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Iliamna reported activity

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EVENT SPECIFIC INFORMATION

Event Name : Iliamna 2013/2

Start:February 2, 2013 Observed

Debris-avalanche, volcanic avalanche, or landslide: BibCard
Fumarolic or hydrothermal activity: BibCard
Geomorphologic change without eruptive cause: BibCard
Eruption Type:Not an eruption.
Other""

Description: From Dixon and others (2015): "Activity at Iliamna Volcano in 2013 was highlighted by the observation of three significant rock/snow/ice avalanches, which often are seen on Iliamna. Monitoring highlights included a flight to measure gas emissions in April and substantial upgrades to AVO's geophysical monitoring network in August and September. Iliamna began 2013 at Aviation Color Code and Volcano Alert Level YELLOW/ADVISORY, based on seismicity interpreted to be caused by a magmatic intrusion (Neal and others, 2012). On January 9, 2013, citing decreasing seismicity, AVO downgraded the Aviation Color Code and Volcano Alert Level to GREEN/NORMAL, and Iliamna remained at this level throughout the rest of 2013.

"On February 2, 2013, seismic signals indicated that a substantial avalanche had occurred on the eastern flank of Iliamna on the Red Glacier (fig. 3 in original text) at 13:58 UTC (4:58 a.m. AKST). This slide was preceded by 3 days of elevated seismicity with more than 40 earthquakes, several as large as ML=3. An hour before the avalanche, small, repeating earthquakes occurred, gradually increasing in rate to merge into a continuous signal. After about 5 minutes of sustained broad-frequency signal, the sequence abruptly ended, signaling the end of the avalanche. This avalanche also produced a signal seen on the infrasound array at Dillingham, Alaska, approximately 320 km (200 mi) southwest of Iliamna. Poor weather obscured views of the volcano, and prevented immediate visual confirmation of the avalanche. AVO mentioned the avalanche in the February 8, 2013 weekly update, noting that avalanches are common at Iliamna, and are not indicative of volcanic unrest. Later in February, AVO received visual confirmation of the avalanches when a local resident sent photographs from early February, showing the avalanche deposits on the Red Glacier (fig. 4 in original text).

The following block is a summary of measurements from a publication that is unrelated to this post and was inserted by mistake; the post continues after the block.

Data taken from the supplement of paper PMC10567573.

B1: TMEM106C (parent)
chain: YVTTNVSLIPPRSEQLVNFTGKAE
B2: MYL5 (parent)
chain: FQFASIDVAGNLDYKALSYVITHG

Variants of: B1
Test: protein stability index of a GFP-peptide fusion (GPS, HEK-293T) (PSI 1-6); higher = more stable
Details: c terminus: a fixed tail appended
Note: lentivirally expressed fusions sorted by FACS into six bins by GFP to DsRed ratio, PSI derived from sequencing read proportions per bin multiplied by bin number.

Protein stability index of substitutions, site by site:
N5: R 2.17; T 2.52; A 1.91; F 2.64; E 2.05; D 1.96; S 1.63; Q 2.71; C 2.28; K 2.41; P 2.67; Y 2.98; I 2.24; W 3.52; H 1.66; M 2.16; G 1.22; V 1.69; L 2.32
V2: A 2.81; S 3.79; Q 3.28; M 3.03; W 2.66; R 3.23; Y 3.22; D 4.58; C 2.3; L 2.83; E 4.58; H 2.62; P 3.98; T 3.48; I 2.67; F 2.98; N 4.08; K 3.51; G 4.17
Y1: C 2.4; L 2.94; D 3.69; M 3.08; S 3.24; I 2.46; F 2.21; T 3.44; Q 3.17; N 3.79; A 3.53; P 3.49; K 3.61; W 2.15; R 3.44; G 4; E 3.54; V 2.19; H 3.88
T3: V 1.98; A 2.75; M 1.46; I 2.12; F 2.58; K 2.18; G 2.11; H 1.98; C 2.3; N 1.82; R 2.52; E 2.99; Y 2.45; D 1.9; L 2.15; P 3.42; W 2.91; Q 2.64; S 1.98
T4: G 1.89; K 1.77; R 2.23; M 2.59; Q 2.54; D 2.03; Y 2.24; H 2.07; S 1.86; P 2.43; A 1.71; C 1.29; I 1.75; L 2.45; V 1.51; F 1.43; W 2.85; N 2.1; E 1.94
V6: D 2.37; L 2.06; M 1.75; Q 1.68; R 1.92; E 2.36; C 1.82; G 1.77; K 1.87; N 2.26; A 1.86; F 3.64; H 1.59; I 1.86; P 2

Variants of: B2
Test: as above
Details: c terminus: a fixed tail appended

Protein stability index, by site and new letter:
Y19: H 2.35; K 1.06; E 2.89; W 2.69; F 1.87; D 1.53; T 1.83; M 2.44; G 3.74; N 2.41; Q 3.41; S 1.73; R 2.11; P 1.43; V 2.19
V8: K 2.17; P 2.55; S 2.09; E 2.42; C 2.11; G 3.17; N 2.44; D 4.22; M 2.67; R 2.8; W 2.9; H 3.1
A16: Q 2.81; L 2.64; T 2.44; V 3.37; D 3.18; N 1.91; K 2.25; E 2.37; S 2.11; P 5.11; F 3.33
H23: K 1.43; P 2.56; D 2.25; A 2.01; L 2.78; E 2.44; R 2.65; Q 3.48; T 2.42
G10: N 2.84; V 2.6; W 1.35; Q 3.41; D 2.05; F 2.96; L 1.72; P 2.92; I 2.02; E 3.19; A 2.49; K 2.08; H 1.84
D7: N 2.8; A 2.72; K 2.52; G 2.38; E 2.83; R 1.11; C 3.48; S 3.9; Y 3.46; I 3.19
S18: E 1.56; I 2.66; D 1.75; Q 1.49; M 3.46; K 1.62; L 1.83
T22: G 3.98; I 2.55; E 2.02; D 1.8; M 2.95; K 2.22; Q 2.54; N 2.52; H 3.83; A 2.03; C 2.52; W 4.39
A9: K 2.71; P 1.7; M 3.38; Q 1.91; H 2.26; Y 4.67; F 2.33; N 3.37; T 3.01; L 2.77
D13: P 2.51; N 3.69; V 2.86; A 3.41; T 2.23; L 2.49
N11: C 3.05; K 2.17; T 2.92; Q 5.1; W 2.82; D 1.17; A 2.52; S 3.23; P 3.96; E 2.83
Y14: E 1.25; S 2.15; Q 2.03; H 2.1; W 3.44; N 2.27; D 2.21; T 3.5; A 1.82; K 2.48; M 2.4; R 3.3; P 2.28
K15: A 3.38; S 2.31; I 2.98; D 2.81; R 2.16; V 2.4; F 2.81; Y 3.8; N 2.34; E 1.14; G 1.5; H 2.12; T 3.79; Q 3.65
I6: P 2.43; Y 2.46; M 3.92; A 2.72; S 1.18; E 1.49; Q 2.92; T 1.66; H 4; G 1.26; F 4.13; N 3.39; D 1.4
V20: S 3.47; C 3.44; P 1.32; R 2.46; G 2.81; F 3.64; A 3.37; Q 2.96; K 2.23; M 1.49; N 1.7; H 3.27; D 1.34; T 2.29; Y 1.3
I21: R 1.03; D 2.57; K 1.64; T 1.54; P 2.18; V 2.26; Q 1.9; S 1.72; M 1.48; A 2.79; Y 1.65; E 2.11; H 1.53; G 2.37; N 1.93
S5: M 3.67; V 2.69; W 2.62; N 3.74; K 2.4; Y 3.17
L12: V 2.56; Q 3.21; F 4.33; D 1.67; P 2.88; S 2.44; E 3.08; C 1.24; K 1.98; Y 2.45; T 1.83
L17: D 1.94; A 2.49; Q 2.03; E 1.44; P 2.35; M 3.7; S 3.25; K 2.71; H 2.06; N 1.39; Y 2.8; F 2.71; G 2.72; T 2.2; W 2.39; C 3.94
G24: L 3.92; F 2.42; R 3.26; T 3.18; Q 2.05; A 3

"On April 18, AVO scientists conducted a gas-measurement flight to Iliamna. During this flight, they detected emissions slightly greater than Iliamna's long-term background values (C. Werner, U.S. Geological Survey, written commun., 2013). Iliamna's typical fumaroles were visible and documented by AVO observers on the gas-measurement flight.

"On July 24, a citizen observer used the 'Is Ash Falling?' notification system on AVO's Web site to report 'increased' steaming without ash on Iliamna's eastern flank during the evenings of the week of July 15. AVO noted no anomalous seismicity or evidence of increased steaming in satellite data. When Iliamna is backlit in the evening hours, as viewed from the Kenai Peninsula, its normal fumarolic plume often appears more prominent.

"During August and September, AVO improved and upgraded geophysical equipment at Iliamna. Two new broadband seismometers were installed at pre-existing station sites ILW and IVE with a Web camera at site IVE.

"Satellite data from August 25 showed two modest avalanches down the northern-northeastern flank of Iliamna. On September 20, AVO received photographs of a new, significant, eastern flank avalanche at Iliamna (fig. 5 in original text). AVO had incomplete seismic data through September and AVO was not able to find evidence of the event in the existing seismic data. As determined in satellite imagery, the avalanche had a headwall scarp measuring 300 m (980 ft) wide by 40 m (130 ft) tall; source-to-terminus, the feature was about 1,200 m (3,940 ft) long.

"A photograph taken by a local resident on November 5 clearly depicts a flow feature on the eastern flank of Iliamna (fig. 6 in original text). A review of seismic records revealed a landslide at 16:32 UTC (7:32 AKST) on November 5. Careful analysis of seismic data on November 5 and 6 suggests two additional smaller avalanches after the larger one, although we do not have further photographic confirmation."

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Page modified: March 30, 2017 14:36
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